With respect to “private facts,” the facts must not be already exposed to the public eye. Jaubert v. Crowley Post-Signal, Inc., 375 So.2d 1386 (Louisiana 1979). Where the content displayed in a photograph can be seen in public by a passerby, there is no claim for invasion of privacy. See Heath v. Playboy Enterprises. Inc., 732 F. Supp. 1145 (S.D. Fla. 1990). Rather, the plaintiff must take pains to actually conceal the alleged private facts. See Doe v. Univision Television Group, Inc., 717 So. 2d 63, 64 (Fla. 3d DCA 1998) (holding that Florida law encompassed an invasion of privacy claim because plaintiff “took pains to conceal” scarring from plastic surgery). Further, if a reasonable person of ordinary sensibilities would not be offended, said claim for public invasion of private facts will fail, as the hypersensitive need not be protected. Cape Publications, Inc. v. Bridges, 423 So.2d 426 (Fla. 5th DCA 1982), cert. denied, 464 U.S. 893 (1983). Finally, a public figure has a lower expectation of privacy as opposed to a non-public one. Cason v. Baskin, 155 Fla. 198, 20 So.2d 243 (1944).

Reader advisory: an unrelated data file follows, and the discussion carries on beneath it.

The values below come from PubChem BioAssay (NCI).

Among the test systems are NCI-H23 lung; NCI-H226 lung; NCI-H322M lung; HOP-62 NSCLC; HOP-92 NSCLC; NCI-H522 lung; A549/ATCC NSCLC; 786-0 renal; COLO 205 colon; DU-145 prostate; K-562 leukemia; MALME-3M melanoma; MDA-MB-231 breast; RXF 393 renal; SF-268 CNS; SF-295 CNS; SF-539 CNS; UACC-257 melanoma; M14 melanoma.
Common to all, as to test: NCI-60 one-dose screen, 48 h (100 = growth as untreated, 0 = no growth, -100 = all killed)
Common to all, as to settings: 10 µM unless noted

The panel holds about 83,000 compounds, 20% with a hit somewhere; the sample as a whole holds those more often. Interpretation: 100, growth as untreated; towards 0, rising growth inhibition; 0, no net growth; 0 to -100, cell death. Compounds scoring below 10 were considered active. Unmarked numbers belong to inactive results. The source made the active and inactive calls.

As to the Invasion of Privacy – Intrusion cause of action, there must be an intentional interference, physical or otherwise, with another person’s interest in solitude or seclusion, as to his or her person, private affairs, or concerns. See Restatement (Second) of Torts, Section 652B, and Cason, 155 Fla. 198 (1944). Essential to the claim is that the intrusion be made with respect to information of a private nature, “such as by opening [the plaintiff’s] private and personal mail, searching his safe or his wallet, examining his private bank account, or compelling him by a forged court order to permit an inspection of his personal documents.” See Restatement (Second) of Torts, Section 652B. Photographing a person in a public setting does not rise to the level of tortious conduct. Spilfogel v. Fox Broad. Co., 433 F. App’x 724, 726 (11th Cir. 2011) (“For liability to attach, the offender must be guilty of ‘physically or electronically intruding into one’s private quarters.’” (quoting Allstate Ins. Co. v. Ginsberg, 863 So. 2d 156, 162 (Fla. 2003))). In addition, the intrusion must be of a kind that would be highly offensive to a reasonable person. Restatement (Second) of Torts, Section 652B.